Midwives want to change narrative on childbirth and share reality of postpartum

A call to arms and reality-check from the Malta Positive Birth Movement: it will not be ‘marvellous Middleton’

Midwives are serving a slice of reality to mums: postpartum will never be ‘marvellous Middleton’. But neither does it have to be Mother Hen…

“The reality of how hard the fourth trimester is for women often ends up neglected in the media, which favours a false reality usually facilitated by celebrities,” says midwife Pauline Borg, who together with Ruth Marie Xuereb and Francesca Cachia Galvagno, runs the Positive Birth Movement.

Borg wants women to understand that the image depicted in the media of celebrities post-birth, is far off from the reality – case in point, Kate Middleton leaving St Mary’s Hospital in London, the very same day of her birth, dressed immaculately, make-up sparingly applied, though perfect.

Indeed it is far from reality when you live in Kensington Palace with a horde of staff to look after you and your new arrival.

“Women see images like that of Kate Middleton’s in the media and think that there’s something wrong with them because their experience more than likely looks nothing like it”
“Women see images like that of Kate Middleton’s in the media and think that there’s something wrong with them because their experience more than likely looks nothing like it”

Postpartum or the fourth trimester – the first three months of a baby’s life – is the time a new-born is adjusting to life outside the womb, but also the adjustment period both parents have to make when learning to navigate their new normal.

And yet it is usually the most demanding period on the mother, who is not only learning to navigate her new body post-birth, but also the fact that her partner may be heading back to work so soon.

“Women see images like that of Kate Middleton’s in the media and think that there’s something wrong with them because their experience more than likely looks nothing like it,” Borg says.

But she and her friends want to change that narrative in Malta, following the example of the UK’s Positive Birth Movement and its counterpart in 37 other countries, to open the door to women who want to discuss the reality of childbirth and the postpartum transition.

The reality of how hard the fourth trimester is for women often ends up neglected in the media, which favours a false reality usually facilitated by celebrities, say midwives Pauline Borg and Francesca Cachia Galvagno
The reality of how hard the fourth trimester is for women often ends up neglected in the media, which favours a false reality usually facilitated by celebrities, say midwives Pauline Borg and Francesca Cachia Galvagno

“We meet monthly, we’re open to expectant parents and grandparents, and even those who are considering having children… we explain how important it is for family members to realise that during the fourth trimester, what mother needs the most is support.

“Family members tend to come around to see and hold the baby, sometimes creating more mess during their visit, leaving it for the new mother to clean. If anything, it should be the other way around, the mother should be holding her baby, and family members should be providing support in other ways, such as helping them clean up, perhaps even doing the dishes. Having a newborn can be overwhelming and as such housework very often falls it the wayside.”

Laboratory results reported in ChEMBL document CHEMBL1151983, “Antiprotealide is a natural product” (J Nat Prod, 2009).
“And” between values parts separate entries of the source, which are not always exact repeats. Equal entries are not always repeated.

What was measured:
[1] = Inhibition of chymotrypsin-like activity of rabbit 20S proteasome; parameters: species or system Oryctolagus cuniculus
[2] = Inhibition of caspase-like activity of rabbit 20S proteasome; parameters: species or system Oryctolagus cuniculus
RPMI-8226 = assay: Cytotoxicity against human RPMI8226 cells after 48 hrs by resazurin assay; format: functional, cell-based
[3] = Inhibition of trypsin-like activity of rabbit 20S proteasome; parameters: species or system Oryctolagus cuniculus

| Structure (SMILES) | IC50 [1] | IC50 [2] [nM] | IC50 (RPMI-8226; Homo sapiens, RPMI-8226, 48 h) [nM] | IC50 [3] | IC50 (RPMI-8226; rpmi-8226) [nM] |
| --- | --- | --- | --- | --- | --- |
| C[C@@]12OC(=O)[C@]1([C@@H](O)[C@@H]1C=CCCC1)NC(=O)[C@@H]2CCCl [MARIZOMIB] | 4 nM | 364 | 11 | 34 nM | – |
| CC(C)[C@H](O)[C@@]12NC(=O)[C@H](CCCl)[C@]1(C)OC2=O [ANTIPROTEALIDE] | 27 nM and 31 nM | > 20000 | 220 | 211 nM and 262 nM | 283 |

Borg says information is a powerful tool, empowering women to take control of their own situation in a way that benefits both the mother and the baby.

“As midwives in the field, we know that it is very important for women to have space where they can talk about their experiences, their concerns, and raise their voices,” Borg said.

“Midwives do have these conversations with women, but it was important for us to have a separate space where women are in charge of the conversation. I think it’s very useful, and something that wasn’t available locally until now, so we felt the positive birth movement would fill this gap in Malta.”

The idea of a ‘positive birth’ advances the notion that it should be whatever the mother feels comfortable with – indeed Borg calls it the woman’s human right to choose where and how she has her baby. “One of the most common concerns expectant mothers usually face is the unknown. Women, especially first-time mothers, are fearful of the physical challenges of giving birth.”

Marie Xuereb adds that women are usually concerned about not knowing what to expect when they arrive at the hospital, because they may not know their midwife or doctor. “Shift changes also mean that women may not also be able to remain with the same midwife or doctor throughout the birth, which can add extra stress.

“They want continuity most of all. They would prefer it if they were able to remain with the same doctors and midwives throughout the entire process.”

The midwives behind Positive Birth Movement are now calling on the government to give women that extra comfort by having them meet their midwife prior to birth. “Research suggests that women are more likely to be relaxed when they have built a relationship with their midwife prior to birth, which overall contributes to a positive birth. We’ve also found through the meetings of the Positive Birth Movement, that this is something that is important to women,” Xuereb says.

And she is hoping for more women to come forward and share positive experiences about childbirth with expectant mothers. “People have a tendency to share negative stories about childbirth. I’m not sure why, but it is perhaps because those experiences are more memorable. But that’s not what an expectant mother needs: she needs to be surrounded by positivity.”

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